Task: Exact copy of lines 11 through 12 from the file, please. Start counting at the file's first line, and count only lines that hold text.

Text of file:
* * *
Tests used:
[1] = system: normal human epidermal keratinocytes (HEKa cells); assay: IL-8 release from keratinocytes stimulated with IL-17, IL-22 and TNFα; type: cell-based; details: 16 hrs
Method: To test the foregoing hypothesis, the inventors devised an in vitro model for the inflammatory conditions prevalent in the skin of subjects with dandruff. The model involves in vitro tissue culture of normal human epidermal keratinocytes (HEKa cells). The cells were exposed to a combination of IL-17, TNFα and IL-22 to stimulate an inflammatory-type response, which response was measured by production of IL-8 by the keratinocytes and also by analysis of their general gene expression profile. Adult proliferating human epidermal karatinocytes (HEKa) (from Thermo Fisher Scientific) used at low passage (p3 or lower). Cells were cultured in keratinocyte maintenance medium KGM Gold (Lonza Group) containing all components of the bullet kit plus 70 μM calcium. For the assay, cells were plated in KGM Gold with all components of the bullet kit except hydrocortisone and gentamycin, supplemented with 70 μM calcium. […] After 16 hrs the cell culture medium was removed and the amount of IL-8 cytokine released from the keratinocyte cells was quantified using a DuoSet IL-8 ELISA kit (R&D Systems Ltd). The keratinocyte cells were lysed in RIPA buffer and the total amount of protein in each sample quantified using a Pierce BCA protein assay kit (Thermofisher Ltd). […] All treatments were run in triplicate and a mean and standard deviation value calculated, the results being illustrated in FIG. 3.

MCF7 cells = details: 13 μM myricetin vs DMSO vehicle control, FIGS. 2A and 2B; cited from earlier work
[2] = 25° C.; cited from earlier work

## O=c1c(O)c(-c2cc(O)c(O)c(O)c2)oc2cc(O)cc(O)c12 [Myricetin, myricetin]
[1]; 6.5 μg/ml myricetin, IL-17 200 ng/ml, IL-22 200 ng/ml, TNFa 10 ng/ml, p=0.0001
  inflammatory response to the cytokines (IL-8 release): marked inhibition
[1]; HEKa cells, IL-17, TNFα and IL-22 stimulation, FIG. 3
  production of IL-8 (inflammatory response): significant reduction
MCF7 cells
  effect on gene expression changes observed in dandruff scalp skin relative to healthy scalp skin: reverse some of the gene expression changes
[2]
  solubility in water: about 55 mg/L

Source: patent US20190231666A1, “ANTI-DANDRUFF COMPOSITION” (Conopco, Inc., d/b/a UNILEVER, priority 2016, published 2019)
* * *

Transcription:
MCF7 cells
  effect on gene expression changes observed in dandruff scalp skin relative to healthy scalp skin: reverse some of the gene expression changes